People settle into careers in all different ways. Some decide early what they want to do and go after it with gusto. Others experiment with different careers until they find the one that fits best. Whichever path you take, your career is ideally one that you enjoy and also gives you benefits and perks that make your life easier and maybe even a little bit more fun.
Benefits can include health insurance, job security, perks, bonuses, housing or even free meals. Some companies are famous for their unique benefits. Google, for example, offers free breakfast, lunch and dinner to its employees — which is helpful, considering Googlers are at the office pretty much all the time. Workers can even bring their pets to the office for cuddlefests as needed. Johnson & Johnson is one of a small but growing number of employers offering its employees a free concierge service so workers don't have to run errands during the day [source: Stanger]. The Facebook campus keeps free bikes around to help workers to get from meeting to meeting. Having a bad hair day? They have an on-site barbershop too.
We've chosen six interesting careers with some great side benefits. Maybe there's something in there to spark your interest. Let's go!
If you like to travel and don't mind putting up with demanding — or even downright aggressive — people for hours at a time, a flight attendant job might be right for you. Typical flight attendant jobs offer health insurance and 401(k)s on top of a median salary of $48,500 [source: BLS]. Some airlines even offer tuition assistance. As you might imagine, travel benefits are generous. You can usually travel free during your time off, and your friends and family can accompany you on a buddy pass at a discounted rate (but buyer beware: That pass means your buddy's flying standby).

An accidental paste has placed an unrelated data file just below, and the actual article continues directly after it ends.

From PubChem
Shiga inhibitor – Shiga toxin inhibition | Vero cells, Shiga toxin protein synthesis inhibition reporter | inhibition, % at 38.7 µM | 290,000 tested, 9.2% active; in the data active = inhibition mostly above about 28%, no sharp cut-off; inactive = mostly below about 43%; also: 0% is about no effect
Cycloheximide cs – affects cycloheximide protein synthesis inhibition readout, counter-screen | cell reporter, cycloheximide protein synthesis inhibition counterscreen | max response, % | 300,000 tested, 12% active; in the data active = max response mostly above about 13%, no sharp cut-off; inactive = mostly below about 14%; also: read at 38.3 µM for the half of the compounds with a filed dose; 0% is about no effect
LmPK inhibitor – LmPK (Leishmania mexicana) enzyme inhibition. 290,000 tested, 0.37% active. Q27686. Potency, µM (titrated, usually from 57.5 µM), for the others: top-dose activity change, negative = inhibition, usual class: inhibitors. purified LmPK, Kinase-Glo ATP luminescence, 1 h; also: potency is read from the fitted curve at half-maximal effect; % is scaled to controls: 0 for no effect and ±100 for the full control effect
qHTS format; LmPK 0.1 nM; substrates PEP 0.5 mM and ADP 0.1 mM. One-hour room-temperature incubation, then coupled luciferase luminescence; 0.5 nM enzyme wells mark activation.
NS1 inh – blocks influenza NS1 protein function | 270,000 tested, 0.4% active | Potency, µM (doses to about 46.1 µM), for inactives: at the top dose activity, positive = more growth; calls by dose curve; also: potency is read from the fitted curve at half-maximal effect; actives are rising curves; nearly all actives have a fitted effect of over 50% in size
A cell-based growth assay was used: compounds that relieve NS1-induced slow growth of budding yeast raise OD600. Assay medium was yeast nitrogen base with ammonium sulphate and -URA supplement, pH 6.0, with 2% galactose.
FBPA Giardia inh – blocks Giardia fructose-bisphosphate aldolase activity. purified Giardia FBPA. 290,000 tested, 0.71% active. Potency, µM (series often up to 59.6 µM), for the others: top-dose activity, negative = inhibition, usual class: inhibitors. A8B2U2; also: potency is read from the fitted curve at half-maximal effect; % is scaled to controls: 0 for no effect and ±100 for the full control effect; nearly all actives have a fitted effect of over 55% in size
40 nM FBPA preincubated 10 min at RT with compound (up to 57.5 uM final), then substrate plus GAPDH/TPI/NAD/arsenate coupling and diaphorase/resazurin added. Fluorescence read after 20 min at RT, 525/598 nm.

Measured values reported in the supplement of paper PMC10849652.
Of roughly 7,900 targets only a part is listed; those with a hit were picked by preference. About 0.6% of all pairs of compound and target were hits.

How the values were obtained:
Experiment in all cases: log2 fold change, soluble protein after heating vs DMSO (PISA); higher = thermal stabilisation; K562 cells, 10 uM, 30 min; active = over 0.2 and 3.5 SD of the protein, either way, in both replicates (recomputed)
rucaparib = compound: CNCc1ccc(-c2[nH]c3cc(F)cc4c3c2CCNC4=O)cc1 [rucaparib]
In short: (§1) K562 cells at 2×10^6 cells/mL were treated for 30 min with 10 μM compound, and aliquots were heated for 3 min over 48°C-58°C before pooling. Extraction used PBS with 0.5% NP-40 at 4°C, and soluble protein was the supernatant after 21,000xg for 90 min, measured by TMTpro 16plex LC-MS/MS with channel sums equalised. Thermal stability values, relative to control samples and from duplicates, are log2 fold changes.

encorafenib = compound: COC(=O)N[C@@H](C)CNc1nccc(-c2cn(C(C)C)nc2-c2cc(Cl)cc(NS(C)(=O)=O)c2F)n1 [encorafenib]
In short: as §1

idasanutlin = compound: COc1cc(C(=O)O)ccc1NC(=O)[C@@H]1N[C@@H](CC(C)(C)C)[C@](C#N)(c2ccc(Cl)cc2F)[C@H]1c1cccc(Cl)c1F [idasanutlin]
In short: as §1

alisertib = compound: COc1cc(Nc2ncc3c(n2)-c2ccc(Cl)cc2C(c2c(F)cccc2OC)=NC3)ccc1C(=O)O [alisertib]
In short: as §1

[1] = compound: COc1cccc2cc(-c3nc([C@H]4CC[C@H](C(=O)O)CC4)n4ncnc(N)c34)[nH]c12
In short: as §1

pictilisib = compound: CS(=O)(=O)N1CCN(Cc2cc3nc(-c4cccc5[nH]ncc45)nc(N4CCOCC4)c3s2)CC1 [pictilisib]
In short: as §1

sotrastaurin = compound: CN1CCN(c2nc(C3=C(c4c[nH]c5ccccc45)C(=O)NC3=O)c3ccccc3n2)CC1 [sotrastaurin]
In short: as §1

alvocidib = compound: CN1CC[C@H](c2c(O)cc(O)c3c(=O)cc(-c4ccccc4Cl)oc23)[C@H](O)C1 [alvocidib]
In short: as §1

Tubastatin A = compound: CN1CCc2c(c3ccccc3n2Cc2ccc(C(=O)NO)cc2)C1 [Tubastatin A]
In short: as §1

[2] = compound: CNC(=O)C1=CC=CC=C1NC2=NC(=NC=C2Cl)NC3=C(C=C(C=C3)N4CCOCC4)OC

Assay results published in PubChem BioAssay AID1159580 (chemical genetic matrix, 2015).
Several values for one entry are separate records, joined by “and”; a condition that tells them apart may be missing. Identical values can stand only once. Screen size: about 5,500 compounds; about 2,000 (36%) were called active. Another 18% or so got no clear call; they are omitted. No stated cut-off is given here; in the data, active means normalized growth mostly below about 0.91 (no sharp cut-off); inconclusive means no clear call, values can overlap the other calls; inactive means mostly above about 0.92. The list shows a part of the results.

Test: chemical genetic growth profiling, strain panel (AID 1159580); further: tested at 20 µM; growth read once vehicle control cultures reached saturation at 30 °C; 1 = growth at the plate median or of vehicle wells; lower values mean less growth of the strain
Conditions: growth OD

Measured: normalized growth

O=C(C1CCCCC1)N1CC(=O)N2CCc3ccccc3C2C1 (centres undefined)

And some airlines have reciprocal agreements, meaning you can hitch a flight on a different airline than the one that signs your paycheck. For instance, United Airlines' reciprocal agreement with Frontier Airlines means United flight attendants can hop a Frontier flight — space permitting, of course — without paying for a ticket [source: United AFA].
A flight attendant doesn't work a typical 9-to-5 day, meaning you may fly constantly for a few days but then have several days off in a row. During your layovers in a new city or country, the airline pays for your lodging and meals. You can take this time to decompress, adjust to a new time zone and enjoy the sights. Of course, you have to be a people person to work as a flight attendant — and be able to lift heavy bags, handle harassment and deal with jet lag — but if the benefits of traveling around the country or the world outweigh the negatives, this can be a great career for those with the travel bug.
The category of circus arts comprises a list of unique jobs for unique people. We're not talking about clowns or ringmasters, though. Circus artists include trapeze artists, acrobats, aerialists or dancers. Think Cirque Du Soleil. Performers of this caliber spend most of their time on tour but usually receive benefits like health and life insurance, vacation and performance bonuses. And circus artists can make a lot of money: Depending on the troupe, some performers earn in the six figures [source: Folger]. Many companies provide their performers with free transportation back home for vacation time as well.
Other perks include free meals and lodging on tour, free tickets to performances and the opportunity to travel the world. Of course, the job of an acrobat is not without danger. In May 2014, several acrobats with Ringling Bros. and Barnum & Bailey Circus were seriously injured when an apparatus that holds performers by their hair failed [source: CNN]. However, if you have the talent, soul and flexibility of a performer and the desire to travel, mingle with other cultures and gain a second "tour family," the one-of-a-kind circus artist field is one to consider.